—One third (32 percent) of active permanent deacons have a bachelor’s degree as their highest level of education. About one in five (18 percent) has some college education or an associate’s degree as their highest level of education. One fifth (20 percent) have a high school degree or GED.  Very few active deacons (1 percent) have less than a high school degree.

—Twelve permanent deacons were reported to have left the diaconate to prepare for the priesthood, slightly more than what was reported in 2012 and 2011.



—About one in six (16 percent) active permanent deacons are financially compensated for ministry.  Deacons compensated for another parish ministerial position (in addition to their diaconal responsibilities) make up the largest proportion among those compensated for their ministry.

—Among deacons compensated for full-time ministry, three in ten (30 percent) are paid for a full-time ministerial position in a parish, such as director of religious education (DRE) and youth minister.

—Fewer than one in ten deacons in a compensated ministry (8 percent) serve the diocese in a ministerial position (e.g., diocesan DRE, diocesan youth minister) and the same proportion serve in a non-ministerial position, working, for example, in administration, business, finance.

—Almost one in four deacons (23 percent) is financially compensated for ministry in hospitals or in prisons. One in ten is financially compensated for the pastoral care of one or more parishes under Canon 517.2, either full-time or part-time.


To view the entire report, visit www.usccb.org/beliefs-and-teachings/vocations/diaconate/.


In our time

Archbishop José H. Gomez

As I write, I’ve just read the sad news that 90 Christians have been kidnapped from two villages in Syria. Of course we were all shocked earlier this month by the news that 21 Coptic Christians were executed in Syria — killed, as Pope Francis said, “for the mere fact of being Christians.” 

Together in Mission 300x250


March 2015
Sun Mon Tue Wed Thu Fri Sat
1 2 3 4 5 6 7
8 9 10 11 12 13 14
15 16 17 18 19 20 21
22 23 24 25 26 27 28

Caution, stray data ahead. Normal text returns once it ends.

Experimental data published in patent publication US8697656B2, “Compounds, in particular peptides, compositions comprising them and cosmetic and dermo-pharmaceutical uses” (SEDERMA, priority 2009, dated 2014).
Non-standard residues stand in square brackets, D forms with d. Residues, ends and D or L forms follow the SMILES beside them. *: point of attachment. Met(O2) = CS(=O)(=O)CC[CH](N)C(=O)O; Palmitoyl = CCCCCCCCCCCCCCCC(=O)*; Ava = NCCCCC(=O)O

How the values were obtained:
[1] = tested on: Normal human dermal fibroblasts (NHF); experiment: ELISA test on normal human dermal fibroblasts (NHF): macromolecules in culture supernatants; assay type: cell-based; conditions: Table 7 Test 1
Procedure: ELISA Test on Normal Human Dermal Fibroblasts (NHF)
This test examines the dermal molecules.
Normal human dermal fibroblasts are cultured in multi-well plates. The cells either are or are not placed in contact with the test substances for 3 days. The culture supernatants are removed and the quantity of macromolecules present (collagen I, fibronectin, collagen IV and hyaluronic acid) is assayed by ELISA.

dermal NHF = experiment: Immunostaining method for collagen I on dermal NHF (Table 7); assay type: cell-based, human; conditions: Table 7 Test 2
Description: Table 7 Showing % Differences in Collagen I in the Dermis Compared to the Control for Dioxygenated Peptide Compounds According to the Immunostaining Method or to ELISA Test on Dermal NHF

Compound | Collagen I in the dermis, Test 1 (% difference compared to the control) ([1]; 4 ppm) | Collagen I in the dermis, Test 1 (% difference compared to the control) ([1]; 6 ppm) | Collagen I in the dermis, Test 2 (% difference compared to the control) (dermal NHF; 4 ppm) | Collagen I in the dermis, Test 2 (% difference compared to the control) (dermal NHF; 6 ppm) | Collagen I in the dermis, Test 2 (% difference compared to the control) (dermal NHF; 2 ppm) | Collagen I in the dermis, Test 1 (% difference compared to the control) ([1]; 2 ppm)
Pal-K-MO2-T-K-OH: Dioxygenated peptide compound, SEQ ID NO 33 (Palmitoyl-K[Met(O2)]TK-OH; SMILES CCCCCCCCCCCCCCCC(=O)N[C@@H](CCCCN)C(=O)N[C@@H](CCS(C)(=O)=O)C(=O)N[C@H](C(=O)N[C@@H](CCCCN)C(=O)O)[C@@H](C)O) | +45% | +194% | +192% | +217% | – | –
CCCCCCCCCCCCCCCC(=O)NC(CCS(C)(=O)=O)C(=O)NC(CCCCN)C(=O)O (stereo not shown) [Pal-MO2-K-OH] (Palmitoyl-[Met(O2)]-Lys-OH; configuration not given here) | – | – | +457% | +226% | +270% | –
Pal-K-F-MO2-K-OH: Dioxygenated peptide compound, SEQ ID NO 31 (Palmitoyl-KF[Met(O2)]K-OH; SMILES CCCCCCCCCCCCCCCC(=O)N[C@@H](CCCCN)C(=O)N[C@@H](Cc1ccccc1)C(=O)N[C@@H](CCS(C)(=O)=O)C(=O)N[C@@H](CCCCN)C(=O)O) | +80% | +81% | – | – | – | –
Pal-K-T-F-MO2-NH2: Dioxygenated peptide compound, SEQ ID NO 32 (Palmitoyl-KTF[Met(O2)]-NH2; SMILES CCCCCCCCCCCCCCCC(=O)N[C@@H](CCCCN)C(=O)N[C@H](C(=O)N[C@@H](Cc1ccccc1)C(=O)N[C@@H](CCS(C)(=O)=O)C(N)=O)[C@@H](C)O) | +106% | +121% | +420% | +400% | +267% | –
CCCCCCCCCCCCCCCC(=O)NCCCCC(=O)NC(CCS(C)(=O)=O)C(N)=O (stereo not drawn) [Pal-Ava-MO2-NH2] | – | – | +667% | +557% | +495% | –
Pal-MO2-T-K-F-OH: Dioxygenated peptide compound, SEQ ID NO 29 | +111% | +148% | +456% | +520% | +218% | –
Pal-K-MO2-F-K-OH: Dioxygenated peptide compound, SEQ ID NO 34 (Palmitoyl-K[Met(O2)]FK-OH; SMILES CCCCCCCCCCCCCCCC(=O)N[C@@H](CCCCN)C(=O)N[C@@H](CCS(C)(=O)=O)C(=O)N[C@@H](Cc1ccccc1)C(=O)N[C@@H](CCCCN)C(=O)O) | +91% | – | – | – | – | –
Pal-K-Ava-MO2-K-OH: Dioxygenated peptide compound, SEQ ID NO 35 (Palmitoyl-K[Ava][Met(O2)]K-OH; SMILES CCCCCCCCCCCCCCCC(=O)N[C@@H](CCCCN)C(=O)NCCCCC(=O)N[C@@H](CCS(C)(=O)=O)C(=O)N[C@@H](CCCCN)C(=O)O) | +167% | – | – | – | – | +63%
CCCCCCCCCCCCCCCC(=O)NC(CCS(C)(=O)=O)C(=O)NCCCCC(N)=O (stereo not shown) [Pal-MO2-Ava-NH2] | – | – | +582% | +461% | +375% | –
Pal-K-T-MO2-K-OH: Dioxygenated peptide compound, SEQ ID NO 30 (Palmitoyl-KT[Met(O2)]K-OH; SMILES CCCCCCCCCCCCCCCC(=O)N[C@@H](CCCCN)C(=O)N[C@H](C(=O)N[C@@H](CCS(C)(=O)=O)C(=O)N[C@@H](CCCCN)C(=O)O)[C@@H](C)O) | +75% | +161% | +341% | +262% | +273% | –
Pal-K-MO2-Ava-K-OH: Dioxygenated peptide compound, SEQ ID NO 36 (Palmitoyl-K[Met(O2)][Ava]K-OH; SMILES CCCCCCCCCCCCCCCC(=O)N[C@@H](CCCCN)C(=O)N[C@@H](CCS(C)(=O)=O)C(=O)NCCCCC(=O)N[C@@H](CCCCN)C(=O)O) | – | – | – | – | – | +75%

29 30 31

March 1, 2015

  • Sunday, March 1

    Special Needs Mass, 10 a.m., Father Maguire Council Hall, 4315 N. Vincent Ave, Covina.Mass for persons with physical and intellectual disabilities, their families and caregivers. For more information, contact Elizabeth, (909) 599-9833, ebinerfamily@gmail.com.

    Don Bosco Tech Spring Open House, Mass: 10 a.m., Open House: 12-3 p.m., Don Bosco Technical Institute, 1151 San Gabriel Blvd., Rosemead. (626) 940-2000. www.boscotech.edu.

    Third Order Lay Carmelite Community Q & A Meeting, 1-4 p.m., St. Jane Frances de Chantal Church, 12930 Hamlin St., North Hollywood. The Order is located throughout the Los Angeles area and open to new membership.  If interested in the ancient tradition of contemplative prayer, community and service, come and have your questions answered. For moreinformation, contact Regional Director Herman Briones, (818) 521-6564.

    Stations of the Cross, 2 p.m., Calvary Cemetery, 4201 Whittier Blvd., East Los Angeles. Every Sunday through March 22. (323) 261-3106. 

    “Who is this Jesus you see?,” 2-4 p.m., Master Dolorosa Passionist Retreat Center, 700 N Sunnyside Ave., Sierra Madre. Presented by Dr. Michael Downey. Freewill donation. 

    Families to the Max: Be a Catholic Family, 2-5:30 p.m., Father Kolbe Missionaries of the Immaculata, 531 East Merced Avenue, West Covina. For more information, contact Ann O’Donnell, (626) 917-0040.

    Rosary and Mass for Life, Rosary: 4:30 p.m., Mass: 5 p.m., St. Cornelius Church, 5500 E Wardlow Rd., Long Beach. Contact Sylvia Aimerito (562) 429-1965. Audiogirlministries.com.

The Tidings - Home Delivery 300x100

Get our news by email

The Holy Father visits the Holy Land
Bob Smith BMW 300x250
Bob Smith Toyota 300x250
Bob Smith Mini 300x250